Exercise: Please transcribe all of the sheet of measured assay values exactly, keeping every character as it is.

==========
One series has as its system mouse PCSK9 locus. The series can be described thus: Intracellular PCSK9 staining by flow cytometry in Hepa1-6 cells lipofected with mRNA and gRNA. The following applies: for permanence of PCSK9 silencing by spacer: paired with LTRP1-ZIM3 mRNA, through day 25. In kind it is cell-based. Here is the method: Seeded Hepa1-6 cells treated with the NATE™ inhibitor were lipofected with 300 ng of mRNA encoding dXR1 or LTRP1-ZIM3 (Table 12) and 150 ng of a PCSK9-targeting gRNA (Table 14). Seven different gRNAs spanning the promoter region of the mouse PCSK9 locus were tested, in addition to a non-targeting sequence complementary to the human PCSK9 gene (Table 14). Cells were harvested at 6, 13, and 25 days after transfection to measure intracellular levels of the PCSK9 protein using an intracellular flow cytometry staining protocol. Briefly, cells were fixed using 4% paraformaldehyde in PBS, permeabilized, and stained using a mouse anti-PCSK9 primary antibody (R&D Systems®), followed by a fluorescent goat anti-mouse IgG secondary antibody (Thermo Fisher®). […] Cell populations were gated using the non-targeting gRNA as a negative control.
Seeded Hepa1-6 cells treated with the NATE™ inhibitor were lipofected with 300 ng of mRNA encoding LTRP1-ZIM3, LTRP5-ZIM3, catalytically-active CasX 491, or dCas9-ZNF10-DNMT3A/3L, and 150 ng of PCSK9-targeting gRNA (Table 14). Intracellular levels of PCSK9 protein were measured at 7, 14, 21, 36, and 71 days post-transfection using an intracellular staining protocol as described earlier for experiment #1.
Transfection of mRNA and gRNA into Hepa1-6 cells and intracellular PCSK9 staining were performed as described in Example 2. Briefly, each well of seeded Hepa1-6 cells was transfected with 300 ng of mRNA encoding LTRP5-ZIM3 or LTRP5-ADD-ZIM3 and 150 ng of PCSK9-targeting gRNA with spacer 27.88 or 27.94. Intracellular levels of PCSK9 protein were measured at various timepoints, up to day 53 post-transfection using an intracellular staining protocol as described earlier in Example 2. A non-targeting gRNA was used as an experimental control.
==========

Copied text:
One series has as its system mouse PCSK9 locus. The series can be described thus: Intracellular PCSK9 staining by flow cytometry in Hepa1-6 cells lipofected with mRNA and gRNA. The following applies: for permanence of PCSK9 silencing by spacer: paired with LTRP1-ZIM3 mRNA, through day 25. In kind it is cell-based. Here is the method: Seeded Hepa1-6 cells treated with the NATE™ inhibitor were lipofected with 300 ng of mRNA encoding dXR1 or LTRP1-ZIM3 (Table 12) and 150 ng of a PCSK9-targeting gRNA (Table 14). Seven different gRNAs spanning the promoter region of the mouse PCSK9 locus were tested, in addition to a non-targeting sequence complementary to the human PCSK9 gene (Table 14). Cells were harvested at 6, 13, and 25 days after transfection to measure intracellular levels of the PCSK9 protein using an intracellular flow cytometry staining protocol. Briefly, cells were fixed using 4% paraformaldehyde in PBS, permeabilized, and stained using a mouse anti-PCSK9 primary antibody (R&D Systems®), followed by a fluorescent goat anti-mouse IgG secondary antibody (Thermo Fisher®). […] Cell populations were gated using the non-targeting gRNA as a negative control.
Seeded Hepa1-6 cells treated with the NATE™ inhibitor were lipofected with 300 ng of mRNA encoding LTRP1-ZIM3, LTRP5-ZIM3, catalytically-active CasX 491, or dCas9-ZNF10-DNMT3A/3L, and 150 ng of PCSK9-targeting gRNA (Table 14). Intracellular levels of PCSK9 protein were measured at 7, 14, 21, 36, and 71 days post-transfection using an intracellular staining protocol as described earlier for experiment #1.
Transfection of mRNA and gRNA into Hepa1-6 cells and intracellular PCSK9 staining were performed as described in Example 2. Briefly, each well of seeded Hepa1-6 cells was transfected with 300 ng of mRNA encoding LTRP5-ZIM3 or LTRP5-ADD-ZIM3 and 150 ng of PCSK9-targeting gRNA with spacer 27.88 or 27.94. Intracellular levels of PCSK9 protein were measured at various timepoints, up to day 53 post-transfection using an intracellular staining protocol as described earlier in Example 2. A non-targeting gRNA was used as an experimental control.